The Story of Jesus
Review posted April 26, 2016.
Abrams Books for Young Readers, New York, 2016. 44 pages.
Starred Review 2016 Sonderbooks Stand-out: #4 Picture Books
This is a picture book telling about the life of Jesus Christ, done by an accomplished picture book illustrator.
Now, I personally am not completely crazy about the book, since I have my own conception of Jesus' story, and there's some necessary simplification. For example, he gives Andrew's lines to Peter (the only disciple named in this book, besides Judas) in the story of the feeding of the five thousand.
But the more I look at this book, the more it's growing on me. John Hendrix makes the characters in the story look like Jews. Jesus looks tough, and his clothes are a little ragged. But the most interesting feature is that he makes the words of Jesus part of the art and larger than life.
The author introduces Jesus like this:
On a day that didn't seem at all unusual, there came an unusual Man. He looked like any other man, but he was like none who had ever lived before. This Man was God's son. When he spoke, his words made things happen. His words came . . . ALIVE
[ALIVE is spelled out by butterflies in the illustration.]
The stories told about Jesus include calling the disciples and the miraculous catch of fish, healing a leper, healing the paralytic (after his friends broke through the ceiling), and calming the sea. I especially like the author's paraphrase of Jesus' words after he stops the storm:
I am the Son of the living God who made the water and the winds. Did you forget who was in your boat?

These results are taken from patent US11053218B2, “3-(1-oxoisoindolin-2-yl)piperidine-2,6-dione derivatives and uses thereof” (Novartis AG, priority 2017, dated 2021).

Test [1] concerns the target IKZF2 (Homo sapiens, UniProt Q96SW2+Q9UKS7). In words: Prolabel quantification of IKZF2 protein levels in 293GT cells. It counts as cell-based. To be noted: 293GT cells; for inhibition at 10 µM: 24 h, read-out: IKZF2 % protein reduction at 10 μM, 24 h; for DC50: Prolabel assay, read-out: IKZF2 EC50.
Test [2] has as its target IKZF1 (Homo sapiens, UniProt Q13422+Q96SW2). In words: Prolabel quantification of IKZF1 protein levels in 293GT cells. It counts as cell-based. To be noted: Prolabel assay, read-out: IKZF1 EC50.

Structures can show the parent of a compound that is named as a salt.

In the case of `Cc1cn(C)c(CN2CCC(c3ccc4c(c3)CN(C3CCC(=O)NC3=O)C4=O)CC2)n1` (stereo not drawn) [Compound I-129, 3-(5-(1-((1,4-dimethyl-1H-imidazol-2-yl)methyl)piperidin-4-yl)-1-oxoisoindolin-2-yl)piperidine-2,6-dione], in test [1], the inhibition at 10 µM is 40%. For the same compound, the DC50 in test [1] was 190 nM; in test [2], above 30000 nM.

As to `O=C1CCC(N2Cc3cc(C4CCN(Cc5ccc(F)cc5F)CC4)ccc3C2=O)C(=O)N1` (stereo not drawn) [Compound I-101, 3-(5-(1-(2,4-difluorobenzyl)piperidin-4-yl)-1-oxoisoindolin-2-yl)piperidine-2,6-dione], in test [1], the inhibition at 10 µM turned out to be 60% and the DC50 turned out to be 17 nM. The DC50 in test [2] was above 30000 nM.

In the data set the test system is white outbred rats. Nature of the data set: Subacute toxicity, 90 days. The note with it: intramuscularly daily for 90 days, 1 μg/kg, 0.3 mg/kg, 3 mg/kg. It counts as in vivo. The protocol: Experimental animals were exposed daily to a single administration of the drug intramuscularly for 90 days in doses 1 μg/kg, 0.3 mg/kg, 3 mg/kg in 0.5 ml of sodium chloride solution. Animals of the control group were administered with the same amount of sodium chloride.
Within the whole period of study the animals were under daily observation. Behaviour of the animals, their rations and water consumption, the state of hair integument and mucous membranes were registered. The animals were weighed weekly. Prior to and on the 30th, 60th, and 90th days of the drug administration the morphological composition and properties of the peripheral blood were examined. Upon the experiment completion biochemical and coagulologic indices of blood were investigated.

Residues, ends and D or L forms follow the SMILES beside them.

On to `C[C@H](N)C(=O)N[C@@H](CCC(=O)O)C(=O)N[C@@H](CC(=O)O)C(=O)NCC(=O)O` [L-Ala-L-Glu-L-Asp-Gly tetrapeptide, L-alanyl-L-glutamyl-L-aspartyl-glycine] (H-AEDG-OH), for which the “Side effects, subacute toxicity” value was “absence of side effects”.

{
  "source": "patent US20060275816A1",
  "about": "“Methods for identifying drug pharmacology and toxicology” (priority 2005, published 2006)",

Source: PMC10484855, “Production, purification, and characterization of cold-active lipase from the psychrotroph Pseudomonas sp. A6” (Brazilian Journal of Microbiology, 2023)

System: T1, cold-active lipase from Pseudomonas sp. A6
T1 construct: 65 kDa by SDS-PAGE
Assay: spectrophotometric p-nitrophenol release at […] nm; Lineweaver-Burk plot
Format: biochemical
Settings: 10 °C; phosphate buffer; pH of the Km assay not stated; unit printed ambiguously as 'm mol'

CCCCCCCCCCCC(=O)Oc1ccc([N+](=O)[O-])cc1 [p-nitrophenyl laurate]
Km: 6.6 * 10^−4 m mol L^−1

The story goes on with the feeding of the five thousand and Jesus walking on the water, including Peter walking on the water. ("Peter, have faith in my feet, not your own.") Then we come to the Last Supper and Judas' betrayal.
The crucifixion is mainly alluded to -- very tastefully done for a picture book -- one page with Jesus carrying the cross and then a grand scene with the heartbroken disciples, and the women in a corner with Jesus' body, and the very walls of Jerusalem seeming to say, "It seemed the miracles had COME TO AN END."
Then we have a spread from inside the empty tomb, graveclothes on a ledge, and Jesus outside in the light looking at a butterfly.
But God's Son, Jesus, the Miracle Man,
had in store one last glorious miracle . . .
I haven't seen another book about Jesus' life quite like this one. The word that comes to mind is Majestic.
The Author's Note at the back explains why John Hendrix wanted to tell this story. I liked hearing that he was fascinated as a child by the words of Jesus in red in his Bible.
You may have heard about the life of Jesus many times before, but my hope is to share the familiar story with you in a new way. Perhaps the best way to experience the Easter story is to momentarily forget about the trappings of religion around it and see the man at the center. In my experience, the story changes when we think of the people who experienced Jesus in person during the time he walked among us. Those people didn't have a steepled church building or know anything about Christian theology. They simply met a man, some of them for only a brief moment, and they were changed forever.
Most of all, the author's love for the Miracle Man shines through. This book is a wonderful way to tell children about Him.